Reitman interviews directors of 'Little Miss Sunshine' in speaker series

By Ester Khachatryan


Two directors who cater to a young audience were guests at the second installment of Jason Reitman’s ‘95 three part speaker series on Jan. 8 for a student, faculty and alumni audience.


From the hour-long MTV show, “The Cutting Edge,” which hosted bands and soloists of alternative music, to commercials and music videos, to a feature film, “Little Miss Sunshine,” spouses Jonathan Dayton and Valerie Faris have made their careers entertaining youth.


“We form a united front!” Faris said.


The two directors trust and rely on one another in all stages of the filmmaking process, from selling their ideas to clients to directing on set, Faris said.


Their Oscar-winning film, “Little Miss Sunshine” portrayed social and psychological problems that face youth and family relationships through the story of a girl and her family’s pursuit of her dreams. The film consists of a series of the most ordinary evolvement of events that trace the triumph of family over the status quo. By speaking in the language of youth, Dayton and Faris expose the “next-door” family with eccentric but plausible problems.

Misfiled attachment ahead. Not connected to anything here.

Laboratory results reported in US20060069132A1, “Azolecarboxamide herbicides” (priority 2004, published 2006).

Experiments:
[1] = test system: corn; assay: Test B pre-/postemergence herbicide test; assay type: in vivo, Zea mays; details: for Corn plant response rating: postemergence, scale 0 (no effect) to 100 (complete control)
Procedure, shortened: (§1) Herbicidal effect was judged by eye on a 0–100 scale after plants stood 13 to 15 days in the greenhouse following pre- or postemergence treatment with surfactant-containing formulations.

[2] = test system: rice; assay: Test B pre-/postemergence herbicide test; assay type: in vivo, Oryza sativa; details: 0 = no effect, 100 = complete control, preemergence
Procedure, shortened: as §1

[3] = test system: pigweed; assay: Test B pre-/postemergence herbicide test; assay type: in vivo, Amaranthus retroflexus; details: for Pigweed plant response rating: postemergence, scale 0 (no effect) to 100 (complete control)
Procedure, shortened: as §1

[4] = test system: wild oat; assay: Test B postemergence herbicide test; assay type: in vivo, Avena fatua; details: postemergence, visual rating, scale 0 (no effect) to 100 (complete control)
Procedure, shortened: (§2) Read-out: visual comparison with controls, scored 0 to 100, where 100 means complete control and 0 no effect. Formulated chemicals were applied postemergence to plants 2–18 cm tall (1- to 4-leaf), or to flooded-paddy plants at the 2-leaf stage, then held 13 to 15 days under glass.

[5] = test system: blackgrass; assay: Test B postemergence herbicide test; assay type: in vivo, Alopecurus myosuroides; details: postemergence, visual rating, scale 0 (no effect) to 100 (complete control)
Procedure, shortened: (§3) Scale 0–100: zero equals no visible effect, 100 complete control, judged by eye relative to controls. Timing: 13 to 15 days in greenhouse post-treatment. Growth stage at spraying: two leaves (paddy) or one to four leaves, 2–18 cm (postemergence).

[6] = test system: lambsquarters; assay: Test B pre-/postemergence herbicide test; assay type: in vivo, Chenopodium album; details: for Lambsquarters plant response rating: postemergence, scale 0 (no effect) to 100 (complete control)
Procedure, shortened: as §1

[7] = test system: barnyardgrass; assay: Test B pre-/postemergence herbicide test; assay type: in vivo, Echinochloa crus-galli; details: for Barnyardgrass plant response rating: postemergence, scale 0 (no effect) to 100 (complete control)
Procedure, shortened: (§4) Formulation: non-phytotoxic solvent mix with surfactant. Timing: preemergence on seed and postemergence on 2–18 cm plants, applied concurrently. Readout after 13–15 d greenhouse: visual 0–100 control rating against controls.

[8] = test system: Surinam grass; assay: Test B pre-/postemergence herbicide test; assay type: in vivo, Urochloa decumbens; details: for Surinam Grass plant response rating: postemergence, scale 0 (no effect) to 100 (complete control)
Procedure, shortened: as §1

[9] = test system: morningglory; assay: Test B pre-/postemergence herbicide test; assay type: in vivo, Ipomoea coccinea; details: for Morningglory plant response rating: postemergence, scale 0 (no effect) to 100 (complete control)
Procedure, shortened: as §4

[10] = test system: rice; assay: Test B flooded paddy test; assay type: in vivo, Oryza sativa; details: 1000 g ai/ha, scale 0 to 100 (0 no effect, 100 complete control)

“We love our films, we love our family. So many of these balance in [the film],” Dayton said.


To maintain realism, certain scenes were altered for the screen, Faris said. The hospital scene, in which the family kidnaps the grandfather’s body and stows it in the trunk of the car, was changed to a less gory version in keeping with the director’s real-world vision of the film.


In preparation for production, Dayton and Faris enrolled in acting workshops where they were exposed to director-actor relationships that helped to coordinate their “performance driven” film, Dayton said.


The directors met in UCLA where Dayton, a film student, was asked to make a film with dancer Faris. A strictly collaborative relationship turned into romance and a marriage with three children.


Dayton and Faris said that they try to work as little as possible, but work hard when an extraordinary project presents itself.


“Passion is one of the greatest tools of film,” the three award-winning directors agreed.


 

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